Third Sunday after Pentecost

Psalm 130, best known by its Latin incipit De Profundis, “Out of the Depths,” has inspired church musicians for centuries, usually in the context of a Requiem Mass.1

Genesis 3:11b
"Have you eaten from the tree of which I commanded you not to eat?" (Public domain image; licensed under CC0)

June 10, 2018

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Commentary on Psalm 130

Psalm 130, best known by its Latin incipit De Profundis, “Out of the Depths,” has inspired church musicians for centuries, usually in the context of a Requiem Mass.1

One need only mention Johan Sebastian Bach’s magnificent cantata Aus der Tiefen rufe ich, Herr, zu dir (BWV 131) inspired by Luther’s 1523 paraphrase, Aus tiefer Not schrei ich zu dir, for corroboration.  A cursory check, however, reveals that no fewer than thirty-six other works by major composers such as Mozart, Handel, Mendelssohn, and Schoenberg could also be cited. 

Psalm 130 has obviously played a major role in the Catholic and evangelical piety of the Western Church. But what accounts for this popularity? One reason may be its association with a sub-group of the Psalter known since the days of Augustine (354–439 CE) as the Penitential Psalms (Psalms 6, 32, 38, 51, 102, 130, and 143). These psalms often express deep sorrow for sin and ask God for help and forgiveness. Psalm 130 encourages fervent prayer to God (verse 1) the source of forgiveness to those who wait for the Lord (verses 4-6).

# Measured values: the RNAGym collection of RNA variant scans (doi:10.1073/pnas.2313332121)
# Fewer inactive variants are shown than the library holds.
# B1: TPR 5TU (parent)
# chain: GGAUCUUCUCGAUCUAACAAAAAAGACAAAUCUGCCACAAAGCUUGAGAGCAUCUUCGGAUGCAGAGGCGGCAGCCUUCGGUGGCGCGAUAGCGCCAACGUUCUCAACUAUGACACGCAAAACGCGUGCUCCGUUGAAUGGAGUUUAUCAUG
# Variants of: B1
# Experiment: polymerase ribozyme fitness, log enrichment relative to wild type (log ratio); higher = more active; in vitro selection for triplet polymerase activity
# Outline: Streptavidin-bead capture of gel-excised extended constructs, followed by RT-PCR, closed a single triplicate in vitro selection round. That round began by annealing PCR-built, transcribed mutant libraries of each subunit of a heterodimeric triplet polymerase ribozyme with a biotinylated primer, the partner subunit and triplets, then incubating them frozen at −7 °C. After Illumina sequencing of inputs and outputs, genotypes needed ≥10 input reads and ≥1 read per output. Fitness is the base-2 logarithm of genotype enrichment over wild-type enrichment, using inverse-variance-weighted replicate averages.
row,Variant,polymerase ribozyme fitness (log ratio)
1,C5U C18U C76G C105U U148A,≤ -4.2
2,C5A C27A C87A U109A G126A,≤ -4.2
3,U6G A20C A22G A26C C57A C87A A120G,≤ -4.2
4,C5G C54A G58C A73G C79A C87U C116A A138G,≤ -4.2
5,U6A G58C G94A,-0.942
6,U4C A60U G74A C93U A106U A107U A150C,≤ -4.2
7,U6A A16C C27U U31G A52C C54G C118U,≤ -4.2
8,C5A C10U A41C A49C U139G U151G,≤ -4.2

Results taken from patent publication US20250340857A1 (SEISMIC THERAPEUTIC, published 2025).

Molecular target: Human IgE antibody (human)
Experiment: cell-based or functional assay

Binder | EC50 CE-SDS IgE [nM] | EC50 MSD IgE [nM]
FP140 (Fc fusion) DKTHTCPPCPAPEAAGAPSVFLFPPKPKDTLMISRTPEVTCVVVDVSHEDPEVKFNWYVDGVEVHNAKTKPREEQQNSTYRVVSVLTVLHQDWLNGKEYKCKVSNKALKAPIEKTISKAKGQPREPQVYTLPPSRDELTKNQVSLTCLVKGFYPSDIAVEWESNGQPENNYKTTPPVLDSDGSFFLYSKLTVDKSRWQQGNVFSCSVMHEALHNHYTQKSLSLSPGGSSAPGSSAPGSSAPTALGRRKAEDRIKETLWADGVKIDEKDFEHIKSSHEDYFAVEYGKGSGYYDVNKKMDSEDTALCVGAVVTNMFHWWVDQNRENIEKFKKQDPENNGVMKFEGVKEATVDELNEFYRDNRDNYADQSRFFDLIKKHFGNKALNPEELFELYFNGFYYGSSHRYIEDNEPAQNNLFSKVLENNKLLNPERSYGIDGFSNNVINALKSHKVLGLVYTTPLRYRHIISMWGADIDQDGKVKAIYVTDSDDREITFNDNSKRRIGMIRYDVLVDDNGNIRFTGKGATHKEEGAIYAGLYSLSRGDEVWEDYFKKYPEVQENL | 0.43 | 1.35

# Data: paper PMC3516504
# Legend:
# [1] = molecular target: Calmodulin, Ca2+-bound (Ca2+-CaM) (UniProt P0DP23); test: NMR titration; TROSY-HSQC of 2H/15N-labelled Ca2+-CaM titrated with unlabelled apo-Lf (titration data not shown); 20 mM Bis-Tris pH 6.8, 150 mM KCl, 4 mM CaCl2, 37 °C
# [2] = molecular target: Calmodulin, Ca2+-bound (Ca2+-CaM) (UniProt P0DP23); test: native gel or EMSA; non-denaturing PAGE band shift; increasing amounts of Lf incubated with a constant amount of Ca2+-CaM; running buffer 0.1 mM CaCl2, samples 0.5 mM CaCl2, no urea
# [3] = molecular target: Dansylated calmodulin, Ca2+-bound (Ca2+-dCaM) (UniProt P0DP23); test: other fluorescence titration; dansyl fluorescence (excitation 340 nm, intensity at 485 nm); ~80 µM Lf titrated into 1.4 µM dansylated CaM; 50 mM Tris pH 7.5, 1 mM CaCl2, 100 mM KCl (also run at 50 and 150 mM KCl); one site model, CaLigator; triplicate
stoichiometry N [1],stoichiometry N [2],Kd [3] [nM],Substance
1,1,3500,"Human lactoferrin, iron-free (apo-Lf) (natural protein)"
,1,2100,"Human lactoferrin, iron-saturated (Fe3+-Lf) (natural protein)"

Our psalm is also part of a collection of psalms known as the “Songs of Ascents” (Psalms 120–134). Though this is the clearest example of a collection in the Psalter, due to their common superscription “a song of (Psalm 121: “for”) ascents,” and the only one that includes the constitutive psalms in a self-contained unit, the function of the collection as a whole continues to baffle interpreters. Not that proposals are in short supply! These range from a prayer book for devotional use on pilgrimages to the three prescribed annual festivals, to liturgical usage at specific Jewish festivals such as Booths, and the Mishnah’s suggestion of assigning one of the fifteen psalms to each of the fifteen steps in the Jerusalem temple (Ezekiel 40:26, 31) where the Levites supposedly sang their praises.

Then again, perhaps the “steps” refer to a poetic trope found often in these psalms, the staircase, terraced, or step-like repetition of words from previous verses (in our psalm “my soul waits” appears in verses 5 and 6; “I hope/O Israel hope” appears in verses 5 and 7; “those who watch for the morning” appears in verse 6b; and “redeem” appears in verses 7 and 8; the trope also appears in Psalm 121–123; 126–127; 129–130; 133). Others, noticing that in addition to “ascent,” or “step” ma’alah can also refer to the exiles’ journey back from captivity in Babylon (Ezra 2:1; 7:9), have drawn plausible connections to the exiles returning to Jerusalem.